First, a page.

Anable Basin Sailing Bar and Grill

4-40 44th Drive 

Anable Basin is located behind a chain-link fence. Image: Maki Maki/Flickr

 

If Anable Basin were any closer to the river, it would be in the river. This casual eatery has seating inside a loftlike space, but you will want to sit outside at the picnic-style tables that are separated from the river only by a nonobtrusive fence. The tables have umbrellas to provide welcome shade during the dog days of summer, though the breeze off the water will help keep you cool as well. The menu is, like that of Ravel Garden Grill, limited: beef, bison, and veggie burgers; four types of sausages, including chorizo and kielbasa; beer, wine, soft drinks, and cocktails. But as you admire the sparkling waves during the day and relish the silvery reflection of the moonlight on the water at night, you likely will not care.

 

Blend on the Water

4540 Center Boulevard (between North Basin Road and 46th Avenue)

 

In addition to terrace seating for 60, Blend on the Water has a dining room that can accommodate 160 more, with oversize windows that ensure you do not miss out on the view. The Latin fusion menu includes a bounty of small plates that include chorizo macaroni-and-cheese, crispy cauliflower with salsa macha, and tequeños stuffed with lobster, crabmeat, and manchego, menonita, and pepper jack cheeses. Try not to fill up on those, however, as the entrees are just as enticing. Among the standouts are pan-seared tilapia with coconut sauce; churrasco served with rice, beans, chimichurri, and red-onion escabeche; and berenjena rellena, an eggplant dish featuring menonita and ricotta cheeses with tomato sauce. Brunch options include torrejas, a sweet Cuban take on French toast; butternut-squash soup served with walnut crème fraîche, shallots, and a pomegranate reduction; and of course, huevos rancheros.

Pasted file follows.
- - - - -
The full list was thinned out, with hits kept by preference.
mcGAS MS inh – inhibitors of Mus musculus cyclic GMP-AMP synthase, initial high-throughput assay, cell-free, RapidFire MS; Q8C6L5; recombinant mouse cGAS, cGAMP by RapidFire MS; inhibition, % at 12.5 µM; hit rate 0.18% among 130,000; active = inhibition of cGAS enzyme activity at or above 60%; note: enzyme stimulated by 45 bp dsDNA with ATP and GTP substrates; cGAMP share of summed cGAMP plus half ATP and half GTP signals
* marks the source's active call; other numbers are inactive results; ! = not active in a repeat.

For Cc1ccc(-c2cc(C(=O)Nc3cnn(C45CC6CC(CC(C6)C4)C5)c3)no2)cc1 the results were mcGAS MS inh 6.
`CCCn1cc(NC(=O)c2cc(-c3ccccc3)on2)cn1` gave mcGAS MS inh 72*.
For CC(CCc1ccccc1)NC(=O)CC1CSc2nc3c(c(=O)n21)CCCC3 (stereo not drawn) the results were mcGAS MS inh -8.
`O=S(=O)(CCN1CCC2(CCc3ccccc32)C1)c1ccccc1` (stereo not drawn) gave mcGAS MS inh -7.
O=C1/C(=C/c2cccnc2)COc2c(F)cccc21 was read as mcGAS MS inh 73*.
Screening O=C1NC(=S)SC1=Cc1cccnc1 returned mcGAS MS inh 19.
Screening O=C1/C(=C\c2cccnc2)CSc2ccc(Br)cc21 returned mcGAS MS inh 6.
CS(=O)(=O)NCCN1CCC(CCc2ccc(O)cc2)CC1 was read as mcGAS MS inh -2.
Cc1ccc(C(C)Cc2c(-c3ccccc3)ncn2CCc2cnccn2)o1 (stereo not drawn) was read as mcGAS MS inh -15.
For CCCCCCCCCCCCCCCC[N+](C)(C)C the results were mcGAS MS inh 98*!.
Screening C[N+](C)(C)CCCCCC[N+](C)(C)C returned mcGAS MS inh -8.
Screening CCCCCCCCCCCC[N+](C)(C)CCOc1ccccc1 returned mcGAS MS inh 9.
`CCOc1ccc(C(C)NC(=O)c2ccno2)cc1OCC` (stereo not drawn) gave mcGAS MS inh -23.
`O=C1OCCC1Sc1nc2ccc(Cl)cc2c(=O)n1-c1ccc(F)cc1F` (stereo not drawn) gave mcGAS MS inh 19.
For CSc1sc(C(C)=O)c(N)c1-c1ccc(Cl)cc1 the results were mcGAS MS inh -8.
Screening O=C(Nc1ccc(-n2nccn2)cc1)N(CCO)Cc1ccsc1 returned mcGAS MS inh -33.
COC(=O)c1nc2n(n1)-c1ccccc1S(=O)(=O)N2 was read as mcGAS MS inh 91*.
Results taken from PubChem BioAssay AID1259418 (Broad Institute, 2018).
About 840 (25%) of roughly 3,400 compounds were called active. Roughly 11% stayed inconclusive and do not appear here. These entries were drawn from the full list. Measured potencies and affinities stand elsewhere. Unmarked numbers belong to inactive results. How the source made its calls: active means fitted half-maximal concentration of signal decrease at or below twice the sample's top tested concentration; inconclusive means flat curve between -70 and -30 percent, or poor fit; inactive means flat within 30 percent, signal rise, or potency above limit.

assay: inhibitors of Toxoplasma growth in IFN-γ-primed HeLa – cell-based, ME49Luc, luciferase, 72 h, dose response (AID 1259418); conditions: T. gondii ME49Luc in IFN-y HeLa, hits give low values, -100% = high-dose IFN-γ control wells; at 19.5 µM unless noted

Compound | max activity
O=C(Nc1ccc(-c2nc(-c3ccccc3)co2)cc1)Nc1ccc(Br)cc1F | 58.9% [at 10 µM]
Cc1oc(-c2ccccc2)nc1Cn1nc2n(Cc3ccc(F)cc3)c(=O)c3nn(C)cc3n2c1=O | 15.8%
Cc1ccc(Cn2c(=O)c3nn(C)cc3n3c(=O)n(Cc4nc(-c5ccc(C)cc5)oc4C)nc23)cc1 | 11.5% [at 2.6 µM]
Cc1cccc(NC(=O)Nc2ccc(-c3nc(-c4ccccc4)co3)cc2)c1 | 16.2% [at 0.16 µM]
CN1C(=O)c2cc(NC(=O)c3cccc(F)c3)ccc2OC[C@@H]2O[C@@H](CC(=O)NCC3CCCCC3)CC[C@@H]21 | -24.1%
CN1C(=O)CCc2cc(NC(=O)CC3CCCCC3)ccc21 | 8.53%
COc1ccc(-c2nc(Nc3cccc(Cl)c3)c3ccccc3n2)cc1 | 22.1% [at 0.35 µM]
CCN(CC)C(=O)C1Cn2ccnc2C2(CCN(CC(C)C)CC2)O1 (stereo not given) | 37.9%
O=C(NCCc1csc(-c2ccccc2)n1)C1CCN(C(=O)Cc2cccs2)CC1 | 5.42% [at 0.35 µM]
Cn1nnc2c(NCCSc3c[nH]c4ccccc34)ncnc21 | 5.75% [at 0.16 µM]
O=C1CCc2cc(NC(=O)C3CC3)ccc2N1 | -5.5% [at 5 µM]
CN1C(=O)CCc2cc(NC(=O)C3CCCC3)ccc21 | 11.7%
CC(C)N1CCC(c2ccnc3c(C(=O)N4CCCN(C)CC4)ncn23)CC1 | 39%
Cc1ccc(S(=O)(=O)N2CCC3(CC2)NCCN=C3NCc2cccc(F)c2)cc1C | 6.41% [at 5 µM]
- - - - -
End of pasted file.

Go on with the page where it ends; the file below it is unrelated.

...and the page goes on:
Maiella

4610 Center Boulevard (between 46th and 47th Avenues)